Don’t bring politics into education, says Mary Yap

KUALA LUMPUR: Newly-appointed Deputy Education Minister Datuk Mary Yap today said she was committed to ensure that the Education Ministry was free from politics.

She said such a commitment was vital as she viewed the widespread of negative sentiments that influence the younger generation to not appreciate the efforts of the government, as really alarming.

“As an educationist and deputy minister, I don’t like to bring in politics into education because here we are educating the younger generation.

“It worries me to find out that the culture of getting our younger generation to not appreciate what the government was doing and that is really alarming but I would not want to comment on that matter,” she said when asked whether she regarded herself as a Chinese leader for

Barisan Nasional (BN) and her views on a report by a Malay daily recently asking “What More The Chinese Want?”.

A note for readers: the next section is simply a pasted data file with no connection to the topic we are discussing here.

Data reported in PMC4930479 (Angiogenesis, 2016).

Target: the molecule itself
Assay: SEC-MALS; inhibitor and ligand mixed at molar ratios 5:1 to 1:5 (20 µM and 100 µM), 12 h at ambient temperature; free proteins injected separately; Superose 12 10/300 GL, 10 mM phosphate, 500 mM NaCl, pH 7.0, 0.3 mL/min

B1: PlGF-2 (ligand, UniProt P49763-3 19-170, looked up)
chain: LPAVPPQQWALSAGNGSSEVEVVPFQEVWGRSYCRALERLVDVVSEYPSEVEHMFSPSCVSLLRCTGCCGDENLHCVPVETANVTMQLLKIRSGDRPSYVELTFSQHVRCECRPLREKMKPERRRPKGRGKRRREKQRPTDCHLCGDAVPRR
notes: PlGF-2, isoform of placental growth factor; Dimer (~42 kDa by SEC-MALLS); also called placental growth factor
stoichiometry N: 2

Yap was met after officiating the Digital Education Show Asia 2013, here, today, where she read the speech text by Deputy Prime Minister Tan Sri Muhyiddin Yassin who is also the Education Minister.

To a question if she regarded herself as a Chinese representative in the Cabinet, Yap said such a question had been posed to her a number of times before since her appointment as a deputy minister.

“I have worked in the Ministry of Education for the past 36 years, interacting with all races. I never saw myself as a Chinese per se but I see myself as a Malaysian.

“I suppose that is the projection of the 1Malaysia concept. When you talk about representing the Chinese, any issue pertaining to Chinese education and you can bring it to me, it is part and parcel of my duty and my responsibility to look into it,” she added.

She added that her lack of proficiency in the Mandarin language would not be an issue.

“My lack of proficiency in Mandarin does not mean I do not understand the Chinese education and its background. Information on the Chinese education system is available in English or Bahasa Malaysia and I can read or refer. I am proficient in Bahasa Malaysia and English while I have a set of officers who are experienced in such matters to assist,” she said.

(Source : BERNAMA/ New Straits Times – 27 May 2013)


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